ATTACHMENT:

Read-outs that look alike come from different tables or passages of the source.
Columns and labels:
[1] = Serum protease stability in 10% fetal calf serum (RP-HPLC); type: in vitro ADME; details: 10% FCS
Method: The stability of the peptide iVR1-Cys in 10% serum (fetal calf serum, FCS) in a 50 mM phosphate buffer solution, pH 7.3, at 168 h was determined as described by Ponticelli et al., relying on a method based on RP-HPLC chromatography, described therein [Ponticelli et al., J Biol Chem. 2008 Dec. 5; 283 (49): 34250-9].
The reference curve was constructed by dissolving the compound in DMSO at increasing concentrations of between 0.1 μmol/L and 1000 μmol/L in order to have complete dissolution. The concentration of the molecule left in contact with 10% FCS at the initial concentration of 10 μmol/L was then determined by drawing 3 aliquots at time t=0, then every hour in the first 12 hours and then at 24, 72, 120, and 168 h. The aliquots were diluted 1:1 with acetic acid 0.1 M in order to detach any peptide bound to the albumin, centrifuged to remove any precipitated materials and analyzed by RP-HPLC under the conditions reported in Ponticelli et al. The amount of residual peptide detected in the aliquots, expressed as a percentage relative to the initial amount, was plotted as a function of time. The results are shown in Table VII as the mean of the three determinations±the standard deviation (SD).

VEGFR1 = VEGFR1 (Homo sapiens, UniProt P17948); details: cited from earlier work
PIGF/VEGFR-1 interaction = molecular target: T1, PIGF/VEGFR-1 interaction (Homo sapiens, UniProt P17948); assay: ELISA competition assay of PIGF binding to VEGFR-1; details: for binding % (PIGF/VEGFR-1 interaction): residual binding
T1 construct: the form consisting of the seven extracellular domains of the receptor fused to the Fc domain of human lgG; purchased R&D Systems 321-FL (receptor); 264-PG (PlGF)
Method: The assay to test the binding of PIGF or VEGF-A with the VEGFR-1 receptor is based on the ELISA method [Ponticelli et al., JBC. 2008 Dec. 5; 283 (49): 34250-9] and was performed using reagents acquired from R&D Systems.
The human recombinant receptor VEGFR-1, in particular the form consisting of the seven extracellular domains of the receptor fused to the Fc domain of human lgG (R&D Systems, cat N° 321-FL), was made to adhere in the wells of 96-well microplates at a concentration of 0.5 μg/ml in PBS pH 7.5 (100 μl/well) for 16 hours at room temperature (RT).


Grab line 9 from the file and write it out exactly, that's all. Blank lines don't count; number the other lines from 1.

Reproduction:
Method: The assay to test the binding of PIGF or VEGF-A with the VEGFR-1 receptor is based on the ELISA method [Ponticelli et al., JBC. 2008 Dec. 5; 283 (49): 34250-9] and was performed using reagents acquired from R&D Systems.